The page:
188 Dr H. V. Evatt, Minister for External Affairs, to Mr R. G. Casey, Minister to the United States

CANBERRA, 13 December 1941 Cablegram 153

MOST IMMEDIATE MOST SECRET

Please convey the following personal message to the President [1]:Begins.

'On the entry of the United States of America into the war against Germany and Italy as well as Japan I desire, on behalf of the people of Australia, to express to you as the representative of the people of America how greatly we have been heartened and strengthened by the knowledge that the English-speaking world and the majority of mankind are now arrayed against the common foe.

2. We in Australia are firmly resolved, come what may, to do our utmost to defend to the limit of our capacity the Commonwealth and adjacent territories in the South-Western Pacific and to co- operate in the general plan for the defeat of the enemy. As you are no doubt aware, we have land, sea and air forces in the Malaya-East Indies area.

3. When the risks to Australia were not as great as at the present time, we sent some of our Naval and Air forces as far afield as Britain and we have three Army divisions and Air forces in the Middle East. We have also contributed several thousand men to the Empire Air Training scheme and hope to be able to continue our part in it.

4. As a nation bordering the Pacific Ocean, the entry of Japan into the war has brought a new threat near to our country. We deeply deplore the losses sustained by your Naval and Air forces at Hawaii and by the British Navy at Malaya. For some time, these events will no doubt minimise the otherwise deterrent effect of American and British seapower on Japanese operations.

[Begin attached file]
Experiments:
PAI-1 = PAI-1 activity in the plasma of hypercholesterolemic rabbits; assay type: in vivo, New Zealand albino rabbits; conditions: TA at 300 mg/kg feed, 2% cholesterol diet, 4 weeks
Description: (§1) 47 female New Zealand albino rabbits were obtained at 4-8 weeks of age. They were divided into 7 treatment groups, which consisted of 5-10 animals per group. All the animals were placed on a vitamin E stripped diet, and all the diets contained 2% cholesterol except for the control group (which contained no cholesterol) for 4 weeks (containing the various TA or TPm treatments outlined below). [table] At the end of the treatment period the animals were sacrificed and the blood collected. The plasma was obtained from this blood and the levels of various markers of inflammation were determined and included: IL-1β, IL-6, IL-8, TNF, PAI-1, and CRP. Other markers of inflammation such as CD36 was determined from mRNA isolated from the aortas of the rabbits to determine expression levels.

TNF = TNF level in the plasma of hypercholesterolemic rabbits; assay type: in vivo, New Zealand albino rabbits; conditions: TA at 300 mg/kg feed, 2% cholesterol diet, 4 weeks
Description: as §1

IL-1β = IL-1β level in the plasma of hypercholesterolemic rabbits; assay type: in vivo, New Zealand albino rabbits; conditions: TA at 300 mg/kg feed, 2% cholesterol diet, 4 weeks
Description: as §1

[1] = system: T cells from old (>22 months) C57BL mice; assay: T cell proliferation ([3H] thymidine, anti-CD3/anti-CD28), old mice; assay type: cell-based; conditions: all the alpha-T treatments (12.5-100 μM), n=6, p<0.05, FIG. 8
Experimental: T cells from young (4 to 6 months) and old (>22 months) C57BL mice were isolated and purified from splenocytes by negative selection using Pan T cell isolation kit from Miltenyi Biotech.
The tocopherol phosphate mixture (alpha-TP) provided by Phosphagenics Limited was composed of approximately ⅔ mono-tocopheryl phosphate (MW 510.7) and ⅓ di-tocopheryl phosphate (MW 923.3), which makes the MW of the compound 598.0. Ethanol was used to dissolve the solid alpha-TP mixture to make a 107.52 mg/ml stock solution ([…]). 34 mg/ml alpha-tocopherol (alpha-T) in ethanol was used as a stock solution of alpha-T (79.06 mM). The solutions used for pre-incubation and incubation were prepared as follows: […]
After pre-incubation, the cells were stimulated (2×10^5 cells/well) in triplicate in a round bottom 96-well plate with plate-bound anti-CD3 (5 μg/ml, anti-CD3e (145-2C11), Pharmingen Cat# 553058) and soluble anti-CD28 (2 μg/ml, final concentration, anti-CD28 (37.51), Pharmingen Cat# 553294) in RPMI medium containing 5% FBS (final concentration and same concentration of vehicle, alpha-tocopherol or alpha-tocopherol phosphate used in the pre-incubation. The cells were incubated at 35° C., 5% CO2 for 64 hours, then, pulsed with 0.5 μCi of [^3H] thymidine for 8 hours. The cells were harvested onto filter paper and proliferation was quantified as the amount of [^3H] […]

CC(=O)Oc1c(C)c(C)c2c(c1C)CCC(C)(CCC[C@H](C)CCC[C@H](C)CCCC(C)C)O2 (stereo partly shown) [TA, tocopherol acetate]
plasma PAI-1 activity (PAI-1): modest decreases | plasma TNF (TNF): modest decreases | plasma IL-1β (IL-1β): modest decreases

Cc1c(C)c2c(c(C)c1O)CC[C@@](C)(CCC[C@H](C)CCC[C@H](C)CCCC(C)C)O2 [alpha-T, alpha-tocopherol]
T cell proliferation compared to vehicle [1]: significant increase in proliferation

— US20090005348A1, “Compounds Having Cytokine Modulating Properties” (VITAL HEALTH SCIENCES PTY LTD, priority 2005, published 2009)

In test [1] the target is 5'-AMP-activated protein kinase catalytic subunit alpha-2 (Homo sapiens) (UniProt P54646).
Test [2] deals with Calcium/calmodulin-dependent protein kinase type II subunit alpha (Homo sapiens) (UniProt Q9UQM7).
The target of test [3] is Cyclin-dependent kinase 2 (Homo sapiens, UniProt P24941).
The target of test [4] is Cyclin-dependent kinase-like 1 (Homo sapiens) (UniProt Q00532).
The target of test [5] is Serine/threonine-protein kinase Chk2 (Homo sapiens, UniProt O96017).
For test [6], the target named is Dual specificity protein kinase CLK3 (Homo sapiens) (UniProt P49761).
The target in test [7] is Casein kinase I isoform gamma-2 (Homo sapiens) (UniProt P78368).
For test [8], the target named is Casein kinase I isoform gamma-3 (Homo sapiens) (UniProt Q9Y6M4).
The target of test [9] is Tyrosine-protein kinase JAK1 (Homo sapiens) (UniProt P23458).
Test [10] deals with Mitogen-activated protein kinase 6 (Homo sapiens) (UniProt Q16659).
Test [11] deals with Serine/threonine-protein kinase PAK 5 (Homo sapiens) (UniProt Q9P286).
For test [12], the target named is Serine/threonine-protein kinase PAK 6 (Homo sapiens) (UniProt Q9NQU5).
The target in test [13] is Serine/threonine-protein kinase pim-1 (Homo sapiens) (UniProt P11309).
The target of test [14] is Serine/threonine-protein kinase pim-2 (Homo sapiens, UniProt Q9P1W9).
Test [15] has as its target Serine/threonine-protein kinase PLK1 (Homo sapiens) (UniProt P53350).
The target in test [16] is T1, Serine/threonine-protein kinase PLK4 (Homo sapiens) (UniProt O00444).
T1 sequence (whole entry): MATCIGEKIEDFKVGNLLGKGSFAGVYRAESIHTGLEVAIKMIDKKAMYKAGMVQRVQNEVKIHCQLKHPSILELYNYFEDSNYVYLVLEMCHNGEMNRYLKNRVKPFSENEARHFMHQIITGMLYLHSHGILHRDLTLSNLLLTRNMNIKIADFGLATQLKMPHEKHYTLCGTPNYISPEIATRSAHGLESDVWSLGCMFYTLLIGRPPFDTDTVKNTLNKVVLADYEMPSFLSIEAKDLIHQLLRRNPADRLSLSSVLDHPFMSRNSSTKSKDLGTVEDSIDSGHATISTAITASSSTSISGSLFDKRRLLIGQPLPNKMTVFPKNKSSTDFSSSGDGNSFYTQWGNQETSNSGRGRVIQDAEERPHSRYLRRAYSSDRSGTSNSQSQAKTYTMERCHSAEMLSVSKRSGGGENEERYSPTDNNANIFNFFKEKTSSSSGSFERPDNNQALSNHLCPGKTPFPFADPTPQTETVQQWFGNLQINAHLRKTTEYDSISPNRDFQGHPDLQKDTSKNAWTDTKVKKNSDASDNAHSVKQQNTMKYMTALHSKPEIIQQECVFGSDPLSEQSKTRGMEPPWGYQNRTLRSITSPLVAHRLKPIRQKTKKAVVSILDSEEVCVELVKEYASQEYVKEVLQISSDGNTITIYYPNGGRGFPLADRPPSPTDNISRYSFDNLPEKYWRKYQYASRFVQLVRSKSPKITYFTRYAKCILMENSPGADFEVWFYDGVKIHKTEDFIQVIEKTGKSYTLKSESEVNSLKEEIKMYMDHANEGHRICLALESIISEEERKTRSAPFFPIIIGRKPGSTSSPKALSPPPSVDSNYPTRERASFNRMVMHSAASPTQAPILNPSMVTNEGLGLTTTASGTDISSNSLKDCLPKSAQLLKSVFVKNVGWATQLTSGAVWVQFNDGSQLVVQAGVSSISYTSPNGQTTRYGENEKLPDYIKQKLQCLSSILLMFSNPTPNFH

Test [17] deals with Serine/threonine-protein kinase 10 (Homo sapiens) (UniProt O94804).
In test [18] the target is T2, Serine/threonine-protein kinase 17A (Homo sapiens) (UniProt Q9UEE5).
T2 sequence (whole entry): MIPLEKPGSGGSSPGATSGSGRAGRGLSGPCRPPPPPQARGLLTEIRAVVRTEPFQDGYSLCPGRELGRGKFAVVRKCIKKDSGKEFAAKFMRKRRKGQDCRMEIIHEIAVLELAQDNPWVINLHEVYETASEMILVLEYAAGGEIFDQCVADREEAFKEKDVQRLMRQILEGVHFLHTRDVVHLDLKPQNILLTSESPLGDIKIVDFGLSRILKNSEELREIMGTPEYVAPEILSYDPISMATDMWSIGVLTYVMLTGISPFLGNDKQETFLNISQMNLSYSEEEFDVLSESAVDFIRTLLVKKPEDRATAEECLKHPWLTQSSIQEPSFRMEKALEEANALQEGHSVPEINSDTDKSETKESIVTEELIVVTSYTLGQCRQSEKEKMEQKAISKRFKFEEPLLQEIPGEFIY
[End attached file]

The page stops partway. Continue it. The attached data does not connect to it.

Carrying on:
5. The Commonwealth Government has warmly welcomed the opportunity to co-operate with the United States forces in the provision of a naval base at Rabaul and aerodrome facilities in territories under the control of the Commonwealth and at New Caledonia. However, the changed naval situation has had such repercussions on our local defence position and co-operation in overseas theatres that our Military resources are insufficient to meet the commitments for the defence of the Pacific Islands in which you and we are vitally interested. I am forwarding separately to the Australian Minister a review of the position as it has been put to us by our Service Advisers [2] and it would deeply be appreciated if you and your Service Authorities could consider what help you may be able to give in providing forces to deny these bases to the enemy. [3]

John Curtin Prime Minister.' Ends.

EVATT

1 Franklin D. Roosevelt. Evatt had previously dispatched to Casey a message for the U.S. Secretary of State, Cordell Hull, conveying the Commonwealth Govt's 'profound appreciation of the initiative, courage and patience displayed by the President and Secretary of State in their endeavours to prevent war in the Pacific'. See cablegram 1060, of 9 December on file AA:A981, War 53A and Casey's letter 269/41 to Hull of 11 December on file AA:A3300, 100.

On 11 December Roosevelt sent a short message of good wishes to the Govt and people of Australia, apparently on Casey's suggestion. See Casey's cablegrams 1127 and 1129 of 11 December and 1137 of 12 December on file AA:A981, War 49, i.

2 See cablegram 154 of 13 December on file AA:A1608, L41/1/5.

3 Casey reported on 15 December (cablegram 1149) that he had immediately conveyed the contents of cablegrams 153-4 to Roosevelt. On 18 December (cablegram 1170) he transmitted the following reply from the President:

I want to thank you most deeply for your message of courage and inspiration and of firm resolution to stand fast against the enemy.

The question of the defence of Rabaul and New Caledonia is now being studied by our War and Navy Departments to determine in what way we may be of assistance. In the meantime I am sure that your forces are taking all possible steps to protect these areas against enemy attack.

Both cablegrams are on file AA:A3300, 218A. See also Document 203, paragraph 1.

[AA:A981, WAR 53A]